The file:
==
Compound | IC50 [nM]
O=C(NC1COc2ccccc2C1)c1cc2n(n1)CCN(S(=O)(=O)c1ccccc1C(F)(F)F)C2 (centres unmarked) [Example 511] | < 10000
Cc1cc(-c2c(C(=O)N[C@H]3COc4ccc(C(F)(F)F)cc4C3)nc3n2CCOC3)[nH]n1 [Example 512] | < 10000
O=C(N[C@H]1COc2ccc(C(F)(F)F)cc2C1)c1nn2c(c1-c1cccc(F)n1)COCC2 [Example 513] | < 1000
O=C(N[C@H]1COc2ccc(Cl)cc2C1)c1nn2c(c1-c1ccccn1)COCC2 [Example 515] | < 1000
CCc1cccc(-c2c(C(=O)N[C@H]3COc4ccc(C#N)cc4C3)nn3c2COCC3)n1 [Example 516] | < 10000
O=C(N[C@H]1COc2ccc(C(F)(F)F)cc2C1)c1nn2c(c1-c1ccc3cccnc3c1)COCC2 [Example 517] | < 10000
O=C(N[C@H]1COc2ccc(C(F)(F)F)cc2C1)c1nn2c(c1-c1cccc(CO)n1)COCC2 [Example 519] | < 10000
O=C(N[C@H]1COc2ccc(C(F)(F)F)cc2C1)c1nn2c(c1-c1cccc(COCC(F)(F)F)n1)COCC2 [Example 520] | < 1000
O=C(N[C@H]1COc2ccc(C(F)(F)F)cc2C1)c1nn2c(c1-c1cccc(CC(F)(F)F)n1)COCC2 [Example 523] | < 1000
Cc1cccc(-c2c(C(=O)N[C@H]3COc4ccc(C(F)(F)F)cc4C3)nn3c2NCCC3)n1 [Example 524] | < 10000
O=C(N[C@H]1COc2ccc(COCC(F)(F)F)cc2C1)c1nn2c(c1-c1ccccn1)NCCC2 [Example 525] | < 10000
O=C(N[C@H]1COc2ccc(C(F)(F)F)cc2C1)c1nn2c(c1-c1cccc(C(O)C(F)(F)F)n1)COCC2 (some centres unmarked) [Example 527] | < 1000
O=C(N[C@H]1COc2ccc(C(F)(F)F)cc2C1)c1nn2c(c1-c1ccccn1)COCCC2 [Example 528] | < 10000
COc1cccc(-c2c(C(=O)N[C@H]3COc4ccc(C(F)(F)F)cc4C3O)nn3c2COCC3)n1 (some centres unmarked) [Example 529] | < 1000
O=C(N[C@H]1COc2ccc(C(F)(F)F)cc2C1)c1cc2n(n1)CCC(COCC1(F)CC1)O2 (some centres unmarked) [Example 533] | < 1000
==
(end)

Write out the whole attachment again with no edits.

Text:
Compound | IC50 [nM]
O=C(NC1COc2ccccc2C1)c1cc2n(n1)CCN(S(=O)(=O)c1ccccc1C(F)(F)F)C2 (centres unmarked) [Example 511] | < 10000
Cc1cc(-c2c(C(=O)N[C@H]3COc4ccc(C(F)(F)F)cc4C3)nc3n2CCOC3)[nH]n1 [Example 512] | < 10000
O=C(N[C@H]1COc2ccc(C(F)(F)F)cc2C1)c1nn2c(c1-c1cccc(F)n1)COCC2 [Example 513] | < 1000
O=C(N[C@H]1COc2ccc(Cl)cc2C1)c1nn2c(c1-c1ccccn1)COCC2 [Example 515] | < 1000
CCc1cccc(-c2c(C(=O)N[C@H]3COc4ccc(C#N)cc4C3)nn3c2COCC3)n1 [Example 516] | < 10000
O=C(N[C@H]1COc2ccc(C(F)(F)F)cc2C1)c1nn2c(c1-c1ccc3cccnc3c1)COCC2 [Example 517] | < 10000
O=C(N[C@H]1COc2ccc(C(F)(F)F)cc2C1)c1nn2c(c1-c1cccc(CO)n1)COCC2 [Example 519] | < 10000
O=C(N[C@H]1COc2ccc(C(F)(F)F)cc2C1)c1nn2c(c1-c1cccc(COCC(F)(F)F)n1)COCC2 [Example 520] | < 1000
O=C(N[C@H]1COc2ccc(C(F)(F)F)cc2C1)c1nn2c(c1-c1cccc(CC(F)(F)F)n1)COCC2 [Example 523] | < 1000
Cc1cccc(-c2c(C(=O)N[C@H]3COc4ccc(C(F)(F)F)cc4C3)nn3c2NCCC3)n1 [Example 524] | < 10000
O=C(N[C@H]1COc2ccc(COCC(F)(F)F)cc2C1)c1nn2c(c1-c1ccccn1)NCCC2 [Example 525] | < 10000
O=C(N[C@H]1COc2ccc(C(F)(F)F)cc2C1)c1nn2c(c1-c1cccc(C(O)C(F)(F)F)n1)COCC2 (some centres unmarked) [Example 527] | < 1000
O=C(N[C@H]1COc2ccc(C(F)(F)F)cc2C1)c1nn2c(c1-c1ccccn1)COCCC2 [Example 528] | < 10000
COc1cccc(-c2c(C(=O)N[C@H]3COc4ccc(C(F)(F)F)cc4C3O)nn3c2COCC3)n1 (some centres unmarked) [Example 529] | < 1000
O=C(N[C@H]1COc2ccc(C(F)(F)F)cc2C1)c1cc2n(n1)CCC(COCC1(F)CC1)O2 (some centres unmarked) [Example 533] | < 1000